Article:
I don't just see this warping tendency in Tolkien criticism either. There are Catholic commentators who need Shaekspeare or Lewis to be crypto-Catholics in order to enjoy them. There are Protestant scholars who need Dante to be a proto-Protestant before they can enjoy him. All of this seems to be a natural human tendency: we want people we like to agree with us; we want the things we enjoy to validate our core beliefs. The problem comes when this causes us to put aside our commitment to Truth and the genuine love of neighbor that comes with it.
I remember hearing Lewis' stepson, Douglas Gresham, speak. One of the things he said about the Inklings that struck me was that they profoundly disagreed with each other on almost everything and yet could still be friends. He went on to say that we've lost that ability in recent years; more and more now, to disagree with someone seems to mean that we have to hate them. If what Gresham said is true, then we should expect to see the kind of warping I described above become more and more prevalent. If we find ourselves liking something, we will need bend it as much our own way as possible in order to feel justified in continuing to like it.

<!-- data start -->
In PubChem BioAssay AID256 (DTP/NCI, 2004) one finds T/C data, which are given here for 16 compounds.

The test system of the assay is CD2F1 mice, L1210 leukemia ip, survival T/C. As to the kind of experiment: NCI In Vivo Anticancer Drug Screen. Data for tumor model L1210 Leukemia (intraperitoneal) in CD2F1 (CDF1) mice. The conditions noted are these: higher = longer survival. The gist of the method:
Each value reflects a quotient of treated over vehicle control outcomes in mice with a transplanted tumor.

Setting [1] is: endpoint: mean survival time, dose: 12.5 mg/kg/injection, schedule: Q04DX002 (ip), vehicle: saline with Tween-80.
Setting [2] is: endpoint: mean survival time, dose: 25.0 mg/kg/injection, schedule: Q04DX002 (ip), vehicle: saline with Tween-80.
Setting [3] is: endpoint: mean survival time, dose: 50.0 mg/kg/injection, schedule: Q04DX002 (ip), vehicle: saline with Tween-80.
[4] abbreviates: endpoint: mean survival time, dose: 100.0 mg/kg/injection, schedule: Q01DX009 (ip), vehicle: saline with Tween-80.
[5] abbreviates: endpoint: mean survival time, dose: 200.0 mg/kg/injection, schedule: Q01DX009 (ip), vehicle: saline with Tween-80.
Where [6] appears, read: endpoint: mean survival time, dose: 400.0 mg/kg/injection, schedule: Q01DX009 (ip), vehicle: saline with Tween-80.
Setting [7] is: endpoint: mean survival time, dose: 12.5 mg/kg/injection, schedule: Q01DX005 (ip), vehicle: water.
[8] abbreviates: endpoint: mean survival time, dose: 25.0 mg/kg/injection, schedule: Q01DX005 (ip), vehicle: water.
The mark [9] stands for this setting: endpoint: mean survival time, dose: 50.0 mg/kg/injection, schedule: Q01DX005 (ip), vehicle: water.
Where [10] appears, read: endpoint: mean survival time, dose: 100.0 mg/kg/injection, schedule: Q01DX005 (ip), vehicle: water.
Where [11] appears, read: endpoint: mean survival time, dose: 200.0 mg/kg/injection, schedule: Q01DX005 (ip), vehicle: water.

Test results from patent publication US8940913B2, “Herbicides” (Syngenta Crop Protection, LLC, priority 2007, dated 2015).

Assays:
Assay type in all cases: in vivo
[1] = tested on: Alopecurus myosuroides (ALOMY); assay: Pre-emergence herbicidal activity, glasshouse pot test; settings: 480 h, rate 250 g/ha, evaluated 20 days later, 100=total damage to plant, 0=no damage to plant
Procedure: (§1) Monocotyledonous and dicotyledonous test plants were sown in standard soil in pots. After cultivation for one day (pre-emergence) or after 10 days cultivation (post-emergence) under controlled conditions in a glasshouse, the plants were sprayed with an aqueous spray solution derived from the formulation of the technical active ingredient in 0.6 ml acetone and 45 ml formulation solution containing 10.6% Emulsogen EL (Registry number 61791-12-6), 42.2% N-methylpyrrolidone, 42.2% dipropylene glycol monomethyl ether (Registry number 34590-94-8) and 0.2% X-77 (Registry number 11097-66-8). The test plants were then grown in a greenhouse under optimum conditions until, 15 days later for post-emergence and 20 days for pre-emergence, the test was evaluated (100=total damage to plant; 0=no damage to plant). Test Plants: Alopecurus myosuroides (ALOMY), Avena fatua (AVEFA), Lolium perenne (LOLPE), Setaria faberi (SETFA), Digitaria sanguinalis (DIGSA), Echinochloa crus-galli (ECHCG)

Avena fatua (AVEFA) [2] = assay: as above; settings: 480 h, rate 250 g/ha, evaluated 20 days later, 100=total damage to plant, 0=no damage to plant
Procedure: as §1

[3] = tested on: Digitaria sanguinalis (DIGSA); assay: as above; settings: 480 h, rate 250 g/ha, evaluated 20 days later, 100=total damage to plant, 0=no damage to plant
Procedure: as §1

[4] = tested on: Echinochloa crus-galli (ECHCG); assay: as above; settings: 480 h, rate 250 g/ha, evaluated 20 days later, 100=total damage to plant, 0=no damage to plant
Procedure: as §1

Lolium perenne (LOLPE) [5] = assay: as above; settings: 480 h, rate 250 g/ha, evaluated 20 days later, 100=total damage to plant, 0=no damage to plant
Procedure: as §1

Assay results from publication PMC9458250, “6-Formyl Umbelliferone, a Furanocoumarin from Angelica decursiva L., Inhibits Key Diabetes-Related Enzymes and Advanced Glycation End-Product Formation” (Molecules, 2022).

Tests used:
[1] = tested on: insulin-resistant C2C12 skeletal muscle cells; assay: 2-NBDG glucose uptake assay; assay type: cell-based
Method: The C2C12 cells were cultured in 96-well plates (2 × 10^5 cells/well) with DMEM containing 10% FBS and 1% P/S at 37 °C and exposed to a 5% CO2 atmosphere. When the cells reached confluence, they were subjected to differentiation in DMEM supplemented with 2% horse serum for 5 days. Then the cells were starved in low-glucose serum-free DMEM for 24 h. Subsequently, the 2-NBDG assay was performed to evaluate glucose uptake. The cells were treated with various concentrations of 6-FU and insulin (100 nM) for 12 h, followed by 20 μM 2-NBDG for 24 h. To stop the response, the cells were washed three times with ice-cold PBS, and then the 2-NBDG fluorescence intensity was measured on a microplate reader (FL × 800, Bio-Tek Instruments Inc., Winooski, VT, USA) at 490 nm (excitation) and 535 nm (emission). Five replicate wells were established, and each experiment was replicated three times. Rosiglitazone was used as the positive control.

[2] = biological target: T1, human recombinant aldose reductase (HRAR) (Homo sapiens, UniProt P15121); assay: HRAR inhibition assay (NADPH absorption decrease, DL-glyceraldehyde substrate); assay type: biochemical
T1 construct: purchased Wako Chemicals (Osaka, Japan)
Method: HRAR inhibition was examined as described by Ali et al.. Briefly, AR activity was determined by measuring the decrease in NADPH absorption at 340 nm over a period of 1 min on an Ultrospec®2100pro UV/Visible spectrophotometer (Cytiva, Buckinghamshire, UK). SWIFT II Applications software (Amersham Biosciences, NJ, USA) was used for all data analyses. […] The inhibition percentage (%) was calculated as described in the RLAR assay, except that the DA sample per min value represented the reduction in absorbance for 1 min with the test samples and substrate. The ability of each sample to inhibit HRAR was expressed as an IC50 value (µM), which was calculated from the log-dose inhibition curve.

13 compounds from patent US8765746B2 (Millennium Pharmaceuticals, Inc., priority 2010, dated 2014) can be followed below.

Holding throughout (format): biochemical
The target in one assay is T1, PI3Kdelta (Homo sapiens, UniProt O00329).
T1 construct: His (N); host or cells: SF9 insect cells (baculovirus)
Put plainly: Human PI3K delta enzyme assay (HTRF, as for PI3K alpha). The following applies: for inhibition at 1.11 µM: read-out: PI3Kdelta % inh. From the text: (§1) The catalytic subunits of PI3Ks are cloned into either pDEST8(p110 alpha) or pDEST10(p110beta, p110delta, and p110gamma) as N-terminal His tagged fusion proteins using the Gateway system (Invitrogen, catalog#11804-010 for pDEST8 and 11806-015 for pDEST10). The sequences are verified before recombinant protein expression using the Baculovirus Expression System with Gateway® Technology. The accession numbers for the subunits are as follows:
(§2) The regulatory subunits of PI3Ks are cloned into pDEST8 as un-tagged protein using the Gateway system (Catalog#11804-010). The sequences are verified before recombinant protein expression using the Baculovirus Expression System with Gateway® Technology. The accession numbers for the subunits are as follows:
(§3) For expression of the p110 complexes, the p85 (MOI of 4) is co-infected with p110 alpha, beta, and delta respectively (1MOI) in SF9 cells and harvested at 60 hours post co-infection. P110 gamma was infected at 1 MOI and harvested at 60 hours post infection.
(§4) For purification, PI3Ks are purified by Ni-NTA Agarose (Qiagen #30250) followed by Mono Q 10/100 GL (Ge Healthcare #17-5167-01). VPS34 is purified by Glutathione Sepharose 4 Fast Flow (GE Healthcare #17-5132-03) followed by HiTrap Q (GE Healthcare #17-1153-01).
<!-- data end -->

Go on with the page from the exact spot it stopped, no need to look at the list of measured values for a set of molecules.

In light of these things, then, I feel the need to say that Tolkien spoke truely when he said that The Lord of the Rings was a deeply Catholic work. I am not a Roman Catholic. There are places Tolkien goes where I can't follow, but I will say this: Middle Earth could not be what it is were it not for Tolkien's conservative, Tridentine, Roman Catholicism. If I would honor Tolkien and love my neighbor as myself, then I have to honor that fundamental truth about Middle Earth and not fudge it. The same goes for other authors I love but disagree with: Robert Heinlein, Homer, Frank Herbet, Aeschylus, Ursula K. Le Guin. If they're living authors, then I may hope for them to be won over to my point of view; that's fair game. The point is, that they must come as real people of their own free will, not as bits of wish-fulfillment in my own musings. Looking back at my own bits of literary criticism, that's really hard to do.